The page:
By Don Wanlass
Baseball does a horrible job of promoting itself, mainly because baseball owners decided 25 years or so ago that the more they promoted their star players the more money the star players wanted.
When I was growing up and falling in love with the game, the major leagues were full of stars, even when there were only 16 or 20 teams. Mickey Mantle was the biggest and brightest, but there were also Willie Mays, Hank Aaron, Frank Robinson, Roger Maris, Roberto Clemente and Harmon Killebrew to name a few.
There were great pitchers, too. Sandy Koufax and Don Drysdale here in Los Angeles. Bob Gibson, Whitey Ford, Warren Spahn and Juan Marichal to mention a few, followed by Jim Palmer, Denny McLain and Steve Carlton.
In the 1970s, there were Pete Rose and Johnny Bench, Steve Garvey, Brooks Robinson, Carlton Fisk, Catfish Hunter, Ron Guidry. You get the idea.
The last player baseball did a good job of promoting was Ken Griffey Jr. He was the son of a major leaguer who played the game with a joy that was impossible not to notice.
Sure, he wore his baseball cap backward, but he could hit, run, catch, throw and he did it all with a style and grace and a big smile on his face.
But baseball doesn’t promote its stars anymore like the NFL and NBA do and the sport has fallen in the eyes of the public because of that.
But baseball can fix that next week. What used to be the game’s second largest national showcase — the All Star Game — takes place July 13 in Denver. The game is preceded by the Home Run Derby July 12, which often overshadows the game the next day.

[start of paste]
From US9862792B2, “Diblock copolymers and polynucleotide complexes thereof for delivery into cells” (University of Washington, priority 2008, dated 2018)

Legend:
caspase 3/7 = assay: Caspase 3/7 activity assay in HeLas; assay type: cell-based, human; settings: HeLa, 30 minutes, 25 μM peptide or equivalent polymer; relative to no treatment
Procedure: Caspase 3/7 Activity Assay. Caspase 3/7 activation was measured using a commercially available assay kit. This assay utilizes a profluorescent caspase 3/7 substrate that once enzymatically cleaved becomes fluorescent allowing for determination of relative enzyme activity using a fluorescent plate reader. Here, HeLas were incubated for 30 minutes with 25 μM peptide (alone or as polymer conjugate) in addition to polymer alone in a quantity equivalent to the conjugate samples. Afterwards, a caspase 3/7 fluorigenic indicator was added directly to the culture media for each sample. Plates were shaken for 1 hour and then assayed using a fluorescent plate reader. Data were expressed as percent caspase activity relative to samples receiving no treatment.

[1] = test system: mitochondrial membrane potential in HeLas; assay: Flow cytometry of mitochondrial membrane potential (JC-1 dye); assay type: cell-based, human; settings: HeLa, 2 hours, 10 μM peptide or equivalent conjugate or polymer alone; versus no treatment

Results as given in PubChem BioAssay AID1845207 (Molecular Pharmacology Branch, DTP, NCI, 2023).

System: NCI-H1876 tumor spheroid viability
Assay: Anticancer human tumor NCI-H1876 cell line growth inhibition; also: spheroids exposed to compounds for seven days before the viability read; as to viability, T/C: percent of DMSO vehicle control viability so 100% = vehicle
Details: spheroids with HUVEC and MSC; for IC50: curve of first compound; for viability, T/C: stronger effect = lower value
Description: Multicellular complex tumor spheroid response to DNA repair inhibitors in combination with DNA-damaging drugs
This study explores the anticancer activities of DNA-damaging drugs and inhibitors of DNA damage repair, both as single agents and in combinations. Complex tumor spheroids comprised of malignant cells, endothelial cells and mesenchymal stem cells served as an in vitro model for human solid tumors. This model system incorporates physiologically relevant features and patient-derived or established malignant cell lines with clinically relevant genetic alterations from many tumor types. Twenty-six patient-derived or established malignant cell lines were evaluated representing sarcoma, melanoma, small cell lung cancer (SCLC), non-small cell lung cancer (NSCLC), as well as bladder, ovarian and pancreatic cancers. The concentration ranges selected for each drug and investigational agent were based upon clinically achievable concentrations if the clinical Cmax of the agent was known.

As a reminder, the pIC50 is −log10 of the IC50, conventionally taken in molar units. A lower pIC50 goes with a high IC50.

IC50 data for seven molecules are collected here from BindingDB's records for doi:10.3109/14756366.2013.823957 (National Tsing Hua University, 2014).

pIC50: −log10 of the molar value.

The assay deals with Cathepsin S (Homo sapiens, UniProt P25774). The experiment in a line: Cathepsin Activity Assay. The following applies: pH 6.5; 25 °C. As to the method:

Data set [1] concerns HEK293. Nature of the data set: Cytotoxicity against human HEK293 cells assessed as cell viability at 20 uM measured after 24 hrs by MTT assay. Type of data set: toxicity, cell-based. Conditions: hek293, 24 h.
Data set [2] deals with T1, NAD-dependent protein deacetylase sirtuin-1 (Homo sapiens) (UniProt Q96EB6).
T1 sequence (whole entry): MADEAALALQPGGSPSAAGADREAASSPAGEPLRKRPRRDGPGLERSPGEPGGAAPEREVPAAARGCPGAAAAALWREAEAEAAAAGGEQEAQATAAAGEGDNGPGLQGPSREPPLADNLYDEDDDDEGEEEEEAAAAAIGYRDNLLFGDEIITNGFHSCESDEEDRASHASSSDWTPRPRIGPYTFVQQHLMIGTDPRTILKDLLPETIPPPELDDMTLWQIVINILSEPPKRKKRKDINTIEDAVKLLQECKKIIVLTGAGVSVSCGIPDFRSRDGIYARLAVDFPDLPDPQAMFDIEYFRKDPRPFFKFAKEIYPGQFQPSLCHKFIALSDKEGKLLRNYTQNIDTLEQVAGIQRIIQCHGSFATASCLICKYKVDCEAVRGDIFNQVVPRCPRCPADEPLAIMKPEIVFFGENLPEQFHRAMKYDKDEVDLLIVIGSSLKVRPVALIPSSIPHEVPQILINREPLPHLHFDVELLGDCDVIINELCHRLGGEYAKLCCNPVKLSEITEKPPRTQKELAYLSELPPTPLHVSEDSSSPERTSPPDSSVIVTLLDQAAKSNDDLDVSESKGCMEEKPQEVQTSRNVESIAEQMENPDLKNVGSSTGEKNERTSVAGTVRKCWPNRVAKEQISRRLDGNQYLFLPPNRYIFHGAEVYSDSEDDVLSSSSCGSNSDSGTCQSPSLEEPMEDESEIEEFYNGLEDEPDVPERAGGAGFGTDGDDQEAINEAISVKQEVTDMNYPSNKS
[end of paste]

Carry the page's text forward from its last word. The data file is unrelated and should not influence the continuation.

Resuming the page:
Both will be worth watching this year because of one player: Shohei Ohtani. If you have been living under a rock or ignoring baseball totally, it is time you saw Ohtani in action.
If Major League Baseball — and its television partner Fox — is smart, Ohtani will get plenty of face time.
Now in his fourth year with the Los Angeles Angels, Ohtani is finally reaching the superstar status predicted for him when the Angels signed him to a free agent contract prior to the 2018 season.
He is the reincarnation of Babe Ruth in that he is all-star pitcher and a great hitter.
Ruth, the most revered star in the history of the game, was a star pitcher with the Boston Red Sox before he was a slugger with the New York Yankees. In a four-year stretch from 1915 through 1918, Ruth had a 78-37 record and his earned run average never was higher than 2.44. He won 47 games combined over 1916 and 1917.
In the 1916 and 1918 World Series he pitched 29 consecutive scoreless innings, a record that stood for 43 years until Whitey Ford broke it in 1961.